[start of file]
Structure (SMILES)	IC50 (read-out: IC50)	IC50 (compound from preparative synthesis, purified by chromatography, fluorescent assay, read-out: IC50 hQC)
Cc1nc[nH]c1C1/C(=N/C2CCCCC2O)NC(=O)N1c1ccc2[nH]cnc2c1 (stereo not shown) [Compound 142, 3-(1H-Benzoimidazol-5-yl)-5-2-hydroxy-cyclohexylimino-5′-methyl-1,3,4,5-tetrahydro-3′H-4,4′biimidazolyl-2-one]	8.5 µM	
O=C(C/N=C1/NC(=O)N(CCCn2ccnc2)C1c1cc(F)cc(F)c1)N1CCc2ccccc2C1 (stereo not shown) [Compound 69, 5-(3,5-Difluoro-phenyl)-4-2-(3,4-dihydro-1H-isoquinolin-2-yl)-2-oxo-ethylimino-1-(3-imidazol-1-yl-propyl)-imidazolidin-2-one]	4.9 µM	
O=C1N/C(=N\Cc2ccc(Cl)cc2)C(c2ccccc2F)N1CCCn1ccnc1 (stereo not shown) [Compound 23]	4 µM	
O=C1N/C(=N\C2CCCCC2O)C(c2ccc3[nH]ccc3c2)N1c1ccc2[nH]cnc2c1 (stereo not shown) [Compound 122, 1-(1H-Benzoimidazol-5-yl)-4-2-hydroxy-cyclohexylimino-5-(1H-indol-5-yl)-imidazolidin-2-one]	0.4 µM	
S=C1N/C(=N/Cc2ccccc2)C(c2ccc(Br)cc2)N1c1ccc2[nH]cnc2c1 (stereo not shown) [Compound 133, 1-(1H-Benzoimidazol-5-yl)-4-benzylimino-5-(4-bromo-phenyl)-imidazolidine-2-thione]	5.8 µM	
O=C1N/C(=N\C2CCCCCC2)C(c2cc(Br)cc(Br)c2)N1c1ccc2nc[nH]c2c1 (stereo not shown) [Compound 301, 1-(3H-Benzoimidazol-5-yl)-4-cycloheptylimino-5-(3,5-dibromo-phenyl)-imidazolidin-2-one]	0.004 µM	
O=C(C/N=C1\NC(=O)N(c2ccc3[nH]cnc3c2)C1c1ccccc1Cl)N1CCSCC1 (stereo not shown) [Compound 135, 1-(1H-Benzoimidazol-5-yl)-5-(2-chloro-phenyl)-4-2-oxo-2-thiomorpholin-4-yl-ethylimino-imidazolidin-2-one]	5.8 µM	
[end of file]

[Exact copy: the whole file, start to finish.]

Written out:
Structure (SMILES)	IC50 (read-out: IC50)	IC50 (compound from preparative synthesis, purified by chromatography, fluorescent assay, read-out: IC50 hQC)
Cc1nc[nH]c1C1/C(=N/C2CCCCC2O)NC(=O)N1c1ccc2[nH]cnc2c1 (stereo not shown) [Compound 142, 3-(1H-Benzoimidazol-5-yl)-5-2-hydroxy-cyclohexylimino-5′-methyl-1,3,4,5-tetrahydro-3′H-4,4′biimidazolyl-2-one]	8.5 µM	
O=C(C/N=C1/NC(=O)N(CCCn2ccnc2)C1c1cc(F)cc(F)c1)N1CCc2ccccc2C1 (stereo not shown) [Compound 69, 5-(3,5-Difluoro-phenyl)-4-2-(3,4-dihydro-1H-isoquinolin-2-yl)-2-oxo-ethylimino-1-(3-imidazol-1-yl-propyl)-imidazolidin-2-one]	4.9 µM	
O=C1N/C(=N\Cc2ccc(Cl)cc2)C(c2ccccc2F)N1CCCn1ccnc1 (stereo not shown) [Compound 23]	4 µM	
O=C1N/C(=N\C2CCCCC2O)C(c2ccc3[nH]ccc3c2)N1c1ccc2[nH]cnc2c1 (stereo not shown) [Compound 122, 1-(1H-Benzoimidazol-5-yl)-4-2-hydroxy-cyclohexylimino-5-(1H-indol-5-yl)-imidazolidin-2-one]	0.4 µM	
S=C1N/C(=N/Cc2ccccc2)C(c2ccc(Br)cc2)N1c1ccc2[nH]cnc2c1 (stereo not shown) [Compound 133, 1-(1H-Benzoimidazol-5-yl)-4-benzylimino-5-(4-bromo-phenyl)-imidazolidine-2-thione]	5.8 µM	
O=C1N/C(=N\C2CCCCCC2)C(c2cc(Br)cc(Br)c2)N1c1ccc2nc[nH]c2c1 (stereo not shown) [Compound 301, 1-(3H-Benzoimidazol-5-yl)-4-cycloheptylimino-5-(3,5-dibromo-phenyl)-imidazolidin-2-one]	0.004 µM	
O=C(C/N=C1\NC(=O)N(c2ccc3[nH]cnc3c2)C1c1ccccc1Cl)N1CCSCC1 (stereo not shown) [Compound 135, 1-(1H-Benzoimidazol-5-yl)-5-(2-chloro-phenyl)-4-2-oxo-2-thiomorpholin-4-yl-ethylimino-imidazolidin-2-one]	5.8 µM	